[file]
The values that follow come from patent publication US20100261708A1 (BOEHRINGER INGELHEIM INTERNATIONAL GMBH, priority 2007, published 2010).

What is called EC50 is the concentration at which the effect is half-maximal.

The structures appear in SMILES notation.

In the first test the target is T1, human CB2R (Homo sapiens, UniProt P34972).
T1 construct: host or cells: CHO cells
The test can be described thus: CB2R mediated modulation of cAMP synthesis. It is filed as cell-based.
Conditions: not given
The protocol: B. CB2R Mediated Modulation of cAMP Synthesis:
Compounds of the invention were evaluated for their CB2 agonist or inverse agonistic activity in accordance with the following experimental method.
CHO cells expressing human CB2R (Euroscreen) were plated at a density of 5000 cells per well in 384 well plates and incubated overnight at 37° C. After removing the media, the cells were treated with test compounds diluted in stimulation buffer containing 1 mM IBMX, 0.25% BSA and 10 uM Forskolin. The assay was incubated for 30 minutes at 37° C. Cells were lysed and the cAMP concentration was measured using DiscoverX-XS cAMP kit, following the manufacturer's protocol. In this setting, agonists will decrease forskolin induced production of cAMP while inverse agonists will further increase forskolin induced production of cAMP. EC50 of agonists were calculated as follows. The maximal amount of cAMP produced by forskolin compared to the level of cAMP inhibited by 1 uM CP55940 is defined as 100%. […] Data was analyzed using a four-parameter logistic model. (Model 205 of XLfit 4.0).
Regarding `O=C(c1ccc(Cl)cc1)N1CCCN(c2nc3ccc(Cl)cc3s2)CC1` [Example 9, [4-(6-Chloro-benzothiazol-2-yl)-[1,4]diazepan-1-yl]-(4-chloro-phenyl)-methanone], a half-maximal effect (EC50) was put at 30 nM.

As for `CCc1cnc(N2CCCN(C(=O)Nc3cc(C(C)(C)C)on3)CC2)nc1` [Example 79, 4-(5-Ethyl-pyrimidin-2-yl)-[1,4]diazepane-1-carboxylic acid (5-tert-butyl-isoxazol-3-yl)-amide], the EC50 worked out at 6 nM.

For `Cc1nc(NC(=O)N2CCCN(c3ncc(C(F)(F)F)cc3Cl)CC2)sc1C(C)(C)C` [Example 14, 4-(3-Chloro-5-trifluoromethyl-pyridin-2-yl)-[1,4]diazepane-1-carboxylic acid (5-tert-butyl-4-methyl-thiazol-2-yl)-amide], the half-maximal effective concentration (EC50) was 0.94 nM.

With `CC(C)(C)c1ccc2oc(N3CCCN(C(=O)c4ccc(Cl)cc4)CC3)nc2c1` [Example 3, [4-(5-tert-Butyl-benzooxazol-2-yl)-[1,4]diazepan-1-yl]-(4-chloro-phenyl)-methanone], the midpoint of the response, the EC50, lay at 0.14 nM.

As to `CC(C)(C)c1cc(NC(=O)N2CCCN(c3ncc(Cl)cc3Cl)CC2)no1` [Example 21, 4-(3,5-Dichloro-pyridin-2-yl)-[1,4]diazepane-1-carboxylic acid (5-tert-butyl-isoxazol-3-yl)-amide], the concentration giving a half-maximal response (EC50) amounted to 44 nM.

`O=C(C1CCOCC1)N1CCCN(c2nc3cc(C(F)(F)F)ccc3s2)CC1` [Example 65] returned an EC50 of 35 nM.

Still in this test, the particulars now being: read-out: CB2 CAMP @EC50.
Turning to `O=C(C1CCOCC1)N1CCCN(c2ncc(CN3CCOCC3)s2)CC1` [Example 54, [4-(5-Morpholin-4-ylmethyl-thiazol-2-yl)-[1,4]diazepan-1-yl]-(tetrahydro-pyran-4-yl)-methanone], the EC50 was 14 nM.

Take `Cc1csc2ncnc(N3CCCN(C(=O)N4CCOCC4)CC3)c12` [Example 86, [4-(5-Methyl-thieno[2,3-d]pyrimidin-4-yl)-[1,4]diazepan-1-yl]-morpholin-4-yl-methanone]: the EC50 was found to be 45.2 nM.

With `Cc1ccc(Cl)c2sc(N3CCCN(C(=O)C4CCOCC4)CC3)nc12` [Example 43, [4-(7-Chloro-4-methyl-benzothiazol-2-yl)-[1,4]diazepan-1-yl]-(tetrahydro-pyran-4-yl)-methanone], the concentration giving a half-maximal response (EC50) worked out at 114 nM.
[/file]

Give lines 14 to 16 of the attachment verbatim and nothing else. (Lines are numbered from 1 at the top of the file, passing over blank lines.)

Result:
With `CC(C)(C)c1ccc2oc(N3CCCN(C(=O)c4ccc(Cl)cc4)CC3)nc2c1` [Example 3, [4-(5-tert-Butyl-benzooxazol-2-yl)-[1,4]diazepan-1-yl]-(4-chloro-phenyl)-methanone], the midpoint of the response, the EC50, lay at 0.14 nM.

As to `CC(C)(C)c1cc(NC(=O)N2CCCN(c3ncc(Cl)cc3Cl)CC2)no1` [Example 21, 4-(3,5-Dichloro-pyridin-2-yl)-[1,4]diazepane-1-carboxylic acid (5-tert-butyl-isoxazol-3-yl)-amide], the concentration giving a half-maximal response (EC50) amounted to 44 nM.

`O=C(C1CCOCC1)N1CCCN(c2nc3cc(C(F)(F)F)ccc3s2)CC1` [Example 65] returned an EC50 of 35 nM.